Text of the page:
That’s when I decided to go on a no joke medical diet. To be continued in installments per Courtney’s request.



Tuesday, January 8, 2013

accidental ass and the associated karma.

Is there anything more unnerving?

Is there anything that makes you question yourself more than that?

There's a time and a place to be a jerk. And there's so much jerkiness in the world. But when you're one.. on accident?

It bothers me. Far more than when I'm an ass on purpose.

That's been known to happen. Once or twice.

All week, I've been seeing pickup trucks driving around town with fortyleven Christmas trees bouncing precariously in the beds. Are they taking them somewhere to compost? Are people paying them to haul their trees off? Do they do contracting work for the city so that the city won't have to pick as many up? Hell, I don't know.

All I know is, when Harper and Henry and I made our way down the stairs this morning, there was a sturdy man out in front of our house trying to wrestle the enormously sturdy metal stand off of our tree, which I dragged to the road yesterday amid hoots and hollers from the peanut gallery "Momma! Don't let it fall on the bouncy house! You knocked over a chair! There's pines in my hair! It is stuck in the door! PULLLL, Momma!"

Once I got to the street, like this man, I stood there for about two minutes trying to pry the stand off during lunchtime rush hour. I don't even know why I'm bothering to say this, because you probably saw me. Because I'm sure that every car in Fayetteville passed by during this two minutes. 

I gave up.

Then Brandon didn't take it off last night because he got home late from work. And the only thing more dangerous than being within 5 feet of the side of our road is being 5 feet within the side of our road in the dark.

So. This man. This morning. He's yanking that stand around like a dog with a bone. And he can't get it off either. And then his side-kick jumps out of the cab of the truck (whose bed was filled to the brim with equal parts Christmas trees and..junk.) and he starts yanking, too.

And I stood in wonderment.. as they ragdolled the tree.. Would they take the tree? The stand? In the 10 seconds it took them to get it off, I thought - "I don't care if they take the tree. Obviously. ...but.. the stand is ours. The stand is ours, which we have hauled from Wisconsin to Maryland to Fayetteville. Ours." And while I generally have little to no fight in me in the morning, when he started to walk to his truck with the stand (the portion of which came off. half was still stuck around the tree), I opened the door and hollered out, "Sir, that stand is ours! Don't take that stand!"

"WHAT!" He said. "You want it now that I've taken it off?!" (broken it off)

(Yes. I was waiting to see if you were going to take the tree or the stand.) <--I did not holler this across the yard.

"Yes." I hollered.

So he's heated. Real mad. So mad I shut and locked the door and peeked out as he...

shoved that stand back on the tree and tightened the bolts!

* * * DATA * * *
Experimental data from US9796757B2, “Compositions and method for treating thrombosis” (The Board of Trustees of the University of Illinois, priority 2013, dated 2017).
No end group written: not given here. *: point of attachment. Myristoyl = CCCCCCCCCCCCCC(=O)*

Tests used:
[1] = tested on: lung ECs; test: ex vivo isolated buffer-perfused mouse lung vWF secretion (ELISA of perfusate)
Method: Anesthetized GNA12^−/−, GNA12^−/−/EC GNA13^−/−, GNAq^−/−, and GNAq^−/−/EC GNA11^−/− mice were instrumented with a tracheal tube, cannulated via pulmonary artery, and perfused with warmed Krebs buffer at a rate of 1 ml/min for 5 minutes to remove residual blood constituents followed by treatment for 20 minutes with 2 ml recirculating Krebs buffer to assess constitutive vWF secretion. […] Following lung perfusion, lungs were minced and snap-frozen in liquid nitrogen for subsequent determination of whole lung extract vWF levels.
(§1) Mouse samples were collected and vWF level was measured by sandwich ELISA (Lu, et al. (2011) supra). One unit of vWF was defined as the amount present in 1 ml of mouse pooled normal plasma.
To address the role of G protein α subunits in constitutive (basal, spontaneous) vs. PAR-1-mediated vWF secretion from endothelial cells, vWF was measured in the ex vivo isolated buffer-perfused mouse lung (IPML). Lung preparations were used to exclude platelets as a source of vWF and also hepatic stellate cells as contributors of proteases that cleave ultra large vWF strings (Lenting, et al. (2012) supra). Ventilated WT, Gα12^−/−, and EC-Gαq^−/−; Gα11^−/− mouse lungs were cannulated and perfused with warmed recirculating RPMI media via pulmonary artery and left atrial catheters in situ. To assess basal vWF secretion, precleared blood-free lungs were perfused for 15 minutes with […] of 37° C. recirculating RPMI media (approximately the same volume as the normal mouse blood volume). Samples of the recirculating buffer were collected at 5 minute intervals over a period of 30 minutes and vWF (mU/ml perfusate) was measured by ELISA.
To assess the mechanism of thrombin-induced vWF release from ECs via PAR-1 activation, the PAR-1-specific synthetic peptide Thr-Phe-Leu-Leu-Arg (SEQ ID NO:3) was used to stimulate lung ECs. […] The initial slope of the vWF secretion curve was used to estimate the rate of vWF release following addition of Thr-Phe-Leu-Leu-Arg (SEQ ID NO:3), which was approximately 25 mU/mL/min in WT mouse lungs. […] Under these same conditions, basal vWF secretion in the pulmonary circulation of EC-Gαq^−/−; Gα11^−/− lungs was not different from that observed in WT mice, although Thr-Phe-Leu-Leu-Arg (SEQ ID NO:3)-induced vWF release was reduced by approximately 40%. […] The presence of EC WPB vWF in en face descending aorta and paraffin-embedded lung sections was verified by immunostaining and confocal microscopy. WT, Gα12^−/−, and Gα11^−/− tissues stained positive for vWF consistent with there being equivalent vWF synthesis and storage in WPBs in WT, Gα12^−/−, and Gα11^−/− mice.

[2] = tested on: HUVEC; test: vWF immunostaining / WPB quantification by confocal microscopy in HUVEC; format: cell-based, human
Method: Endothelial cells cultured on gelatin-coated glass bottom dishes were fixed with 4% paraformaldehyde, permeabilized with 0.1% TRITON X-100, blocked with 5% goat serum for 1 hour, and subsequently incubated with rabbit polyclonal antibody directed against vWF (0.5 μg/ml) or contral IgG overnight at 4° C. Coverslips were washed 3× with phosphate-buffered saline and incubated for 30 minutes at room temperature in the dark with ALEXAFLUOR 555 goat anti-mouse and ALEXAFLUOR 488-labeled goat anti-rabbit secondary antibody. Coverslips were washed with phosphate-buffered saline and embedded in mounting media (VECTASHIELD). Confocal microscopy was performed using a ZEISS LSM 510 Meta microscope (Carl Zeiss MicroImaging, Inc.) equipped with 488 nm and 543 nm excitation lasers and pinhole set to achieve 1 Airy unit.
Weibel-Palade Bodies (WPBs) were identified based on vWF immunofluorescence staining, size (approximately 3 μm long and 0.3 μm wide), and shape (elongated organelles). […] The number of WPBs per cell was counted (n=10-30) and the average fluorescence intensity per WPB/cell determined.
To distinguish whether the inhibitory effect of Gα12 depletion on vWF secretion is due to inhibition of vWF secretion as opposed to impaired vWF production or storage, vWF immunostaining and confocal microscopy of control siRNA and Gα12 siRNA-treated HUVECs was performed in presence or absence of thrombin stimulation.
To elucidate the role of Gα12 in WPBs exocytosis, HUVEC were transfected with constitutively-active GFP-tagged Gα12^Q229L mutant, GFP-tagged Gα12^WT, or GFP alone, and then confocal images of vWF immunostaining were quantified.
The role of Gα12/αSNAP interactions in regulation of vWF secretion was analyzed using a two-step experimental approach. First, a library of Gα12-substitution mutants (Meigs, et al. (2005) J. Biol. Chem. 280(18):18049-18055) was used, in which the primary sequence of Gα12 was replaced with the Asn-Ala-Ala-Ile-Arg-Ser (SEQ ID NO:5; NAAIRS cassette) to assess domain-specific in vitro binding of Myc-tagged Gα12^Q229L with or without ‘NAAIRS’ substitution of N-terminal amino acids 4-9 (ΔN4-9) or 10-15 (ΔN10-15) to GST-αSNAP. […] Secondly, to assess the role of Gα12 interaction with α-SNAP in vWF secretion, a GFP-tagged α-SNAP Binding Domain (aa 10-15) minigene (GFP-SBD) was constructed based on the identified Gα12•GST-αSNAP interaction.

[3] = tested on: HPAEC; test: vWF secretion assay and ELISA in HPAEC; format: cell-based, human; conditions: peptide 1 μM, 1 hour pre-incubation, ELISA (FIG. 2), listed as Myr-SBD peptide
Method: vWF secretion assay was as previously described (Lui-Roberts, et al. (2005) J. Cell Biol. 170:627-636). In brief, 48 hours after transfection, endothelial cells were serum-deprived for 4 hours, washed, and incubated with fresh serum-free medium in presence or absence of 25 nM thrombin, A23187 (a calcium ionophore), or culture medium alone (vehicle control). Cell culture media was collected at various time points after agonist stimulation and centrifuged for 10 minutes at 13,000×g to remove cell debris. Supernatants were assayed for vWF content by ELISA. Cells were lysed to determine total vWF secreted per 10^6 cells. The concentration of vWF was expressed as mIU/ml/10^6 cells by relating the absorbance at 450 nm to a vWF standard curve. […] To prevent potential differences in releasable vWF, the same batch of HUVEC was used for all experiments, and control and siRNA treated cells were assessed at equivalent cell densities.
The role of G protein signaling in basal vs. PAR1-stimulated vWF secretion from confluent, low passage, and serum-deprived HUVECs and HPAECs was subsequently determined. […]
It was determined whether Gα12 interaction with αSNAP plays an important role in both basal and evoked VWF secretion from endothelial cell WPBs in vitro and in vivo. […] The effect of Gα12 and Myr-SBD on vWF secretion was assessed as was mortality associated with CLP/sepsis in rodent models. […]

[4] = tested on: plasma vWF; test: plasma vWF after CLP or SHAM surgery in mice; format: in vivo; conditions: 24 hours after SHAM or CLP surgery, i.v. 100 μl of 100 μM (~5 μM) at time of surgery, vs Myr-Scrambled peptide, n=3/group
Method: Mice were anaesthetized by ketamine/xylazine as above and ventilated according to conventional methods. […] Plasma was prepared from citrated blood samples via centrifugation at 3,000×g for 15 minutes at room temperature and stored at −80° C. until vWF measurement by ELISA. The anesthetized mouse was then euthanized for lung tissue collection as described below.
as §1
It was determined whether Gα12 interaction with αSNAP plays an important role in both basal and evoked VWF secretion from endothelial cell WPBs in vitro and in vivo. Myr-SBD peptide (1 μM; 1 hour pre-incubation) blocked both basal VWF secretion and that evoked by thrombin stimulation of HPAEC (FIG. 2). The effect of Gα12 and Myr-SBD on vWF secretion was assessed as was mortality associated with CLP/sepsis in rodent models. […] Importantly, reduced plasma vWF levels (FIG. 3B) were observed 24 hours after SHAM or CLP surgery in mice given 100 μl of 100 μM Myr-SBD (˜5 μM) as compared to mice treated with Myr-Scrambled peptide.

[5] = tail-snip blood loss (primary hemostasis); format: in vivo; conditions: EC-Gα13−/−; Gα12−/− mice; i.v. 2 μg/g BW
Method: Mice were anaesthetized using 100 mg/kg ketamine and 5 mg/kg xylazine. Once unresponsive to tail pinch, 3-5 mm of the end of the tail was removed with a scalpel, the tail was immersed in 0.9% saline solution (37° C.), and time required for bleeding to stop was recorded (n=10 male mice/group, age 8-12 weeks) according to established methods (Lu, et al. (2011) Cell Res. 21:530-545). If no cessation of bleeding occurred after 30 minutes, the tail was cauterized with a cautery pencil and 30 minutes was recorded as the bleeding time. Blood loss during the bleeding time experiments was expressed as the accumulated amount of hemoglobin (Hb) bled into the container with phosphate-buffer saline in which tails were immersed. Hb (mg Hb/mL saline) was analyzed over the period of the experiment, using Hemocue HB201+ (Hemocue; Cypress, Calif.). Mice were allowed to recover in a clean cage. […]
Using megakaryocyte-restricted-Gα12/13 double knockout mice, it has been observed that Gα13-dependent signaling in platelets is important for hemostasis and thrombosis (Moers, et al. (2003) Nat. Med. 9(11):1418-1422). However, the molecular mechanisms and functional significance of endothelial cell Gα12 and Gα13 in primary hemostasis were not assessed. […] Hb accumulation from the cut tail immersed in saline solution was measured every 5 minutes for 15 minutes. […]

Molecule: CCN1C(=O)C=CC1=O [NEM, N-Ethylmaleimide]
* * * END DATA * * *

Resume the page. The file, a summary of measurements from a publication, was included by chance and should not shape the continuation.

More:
Whuck?!

Dude. You already broke it!

And about 5 seconds later, I realized.

Totally my fault.

He probably thought I knew he was taking the stand for junk. . . or whatever. . . and he thinks that I waited for him to get the stand unstuck before I told him not to take it. Free labor, and all that jazz. And that stand? It was at the street. Like trash. Like I didn't want it.

Boom. Accidental ass.

So I've been feeling badly about it, this morning. Homeboy is just trying to make a living with his junk and greenery.

And as we were leaving the grocery store approximately 1 hour later, in a parking lot with approximately 400 empty spaces, a lady double parked on us so hard that I couldn't open either door on the passenger side to get Harper in. She had to climb into the back seat from the driver's side. To her delight. "I like to climb! Look at me!"

And buckling a five-point harness from the front seat? Ha. There is a LOT of butt in the air maneuvering. Accidental ass, if you will.

The best part is that lady who parked her tires into our spot shimmied her way out the passenger door and looked straight at me and smirked as I unassumingly pulled our race car cart up to the car. Smirked, y'all!

Case closed.















Thursday, January 3, 2013

Perspective.


If you are still in the process of raising children, be aware that the piles and piles of laundry will disappear all too soon and that you will, to your surprise, miss them profoundly. – Thomas S. Monson



Aww Lawd. Henry woke up early this morning and when I staggered to his room, I was mostly prepared for a sleepy baby, ..mostly mad because he was awake and couldn't find his paci.

Nope.

..Jumping up and down making all manner of loud squeals. Happy, Happy, Happy!

We stayed up too late watching Duck Dynasty.

Coffee, Breakfast, Laundry. . .

And because he tends to be an active participant in laundry, I generally stick him in the laundry basket while I'm changing loads. ..So he won't climb into the washing machine.

It's true.

One day, I was folding Brandon's t-shirts and I thought Henry was just helping me remove the clothes from the dryer.

I was..startled to turn and see only feet and legs sticking out. He was all up in there. And loving it.

Anyway.

I'm working on prettying up my laundry room. . because I spend a lot of time there.

I'm working on a Tide, Gain and Clorox . . . vignette, if you will.

So I used a free printable and framed that quote for my laundry room, because even when I'm all staggery from no sleep, it reminds me that I need to deeply appreciate the baby in the hamper.

Henry says, "Hey!" and seems to embrace my chevron phase.